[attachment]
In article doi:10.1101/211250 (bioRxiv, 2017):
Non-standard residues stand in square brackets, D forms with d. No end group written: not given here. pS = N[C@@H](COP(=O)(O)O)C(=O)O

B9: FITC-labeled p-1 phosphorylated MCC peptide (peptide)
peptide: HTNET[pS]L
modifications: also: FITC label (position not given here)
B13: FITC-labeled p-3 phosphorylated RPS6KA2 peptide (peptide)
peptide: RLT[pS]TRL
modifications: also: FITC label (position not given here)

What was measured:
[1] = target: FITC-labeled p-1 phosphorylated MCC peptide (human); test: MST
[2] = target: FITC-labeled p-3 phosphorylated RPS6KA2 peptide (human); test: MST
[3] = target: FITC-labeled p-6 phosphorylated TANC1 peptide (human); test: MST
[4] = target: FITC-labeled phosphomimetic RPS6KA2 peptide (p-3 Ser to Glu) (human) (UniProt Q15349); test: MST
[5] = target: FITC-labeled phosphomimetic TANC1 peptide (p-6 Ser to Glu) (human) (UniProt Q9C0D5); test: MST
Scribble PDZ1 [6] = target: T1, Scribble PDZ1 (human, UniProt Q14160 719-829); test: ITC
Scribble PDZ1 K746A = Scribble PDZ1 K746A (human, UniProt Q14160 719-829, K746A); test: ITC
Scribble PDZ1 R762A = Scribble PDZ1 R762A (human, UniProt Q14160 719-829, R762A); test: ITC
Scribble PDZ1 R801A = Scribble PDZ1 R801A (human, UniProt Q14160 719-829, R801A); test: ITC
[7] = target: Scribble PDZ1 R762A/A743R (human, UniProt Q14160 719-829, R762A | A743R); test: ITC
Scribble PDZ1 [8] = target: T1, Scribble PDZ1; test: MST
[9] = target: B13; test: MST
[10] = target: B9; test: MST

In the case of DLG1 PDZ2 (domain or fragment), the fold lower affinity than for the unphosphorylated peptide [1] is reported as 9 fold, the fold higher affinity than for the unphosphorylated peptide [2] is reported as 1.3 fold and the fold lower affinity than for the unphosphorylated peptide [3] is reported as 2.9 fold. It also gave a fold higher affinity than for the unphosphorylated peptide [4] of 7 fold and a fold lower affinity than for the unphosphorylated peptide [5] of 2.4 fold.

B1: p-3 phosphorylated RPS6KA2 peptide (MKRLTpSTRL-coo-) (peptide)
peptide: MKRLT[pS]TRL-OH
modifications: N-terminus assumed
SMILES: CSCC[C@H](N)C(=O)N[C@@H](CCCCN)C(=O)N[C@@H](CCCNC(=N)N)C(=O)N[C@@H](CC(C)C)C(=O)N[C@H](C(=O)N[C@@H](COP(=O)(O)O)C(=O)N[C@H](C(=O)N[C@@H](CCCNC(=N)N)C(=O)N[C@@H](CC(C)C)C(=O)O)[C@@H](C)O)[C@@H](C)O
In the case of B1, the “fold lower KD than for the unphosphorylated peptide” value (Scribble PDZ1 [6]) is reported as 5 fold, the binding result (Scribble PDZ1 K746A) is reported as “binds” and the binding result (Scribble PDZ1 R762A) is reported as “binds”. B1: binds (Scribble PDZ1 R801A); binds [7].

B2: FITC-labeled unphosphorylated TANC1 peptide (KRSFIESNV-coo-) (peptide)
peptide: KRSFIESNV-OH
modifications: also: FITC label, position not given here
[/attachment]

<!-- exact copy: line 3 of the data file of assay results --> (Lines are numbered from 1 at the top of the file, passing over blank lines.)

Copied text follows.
B9: FITC-labeled p-1 phosphorylated MCC peptide (peptide)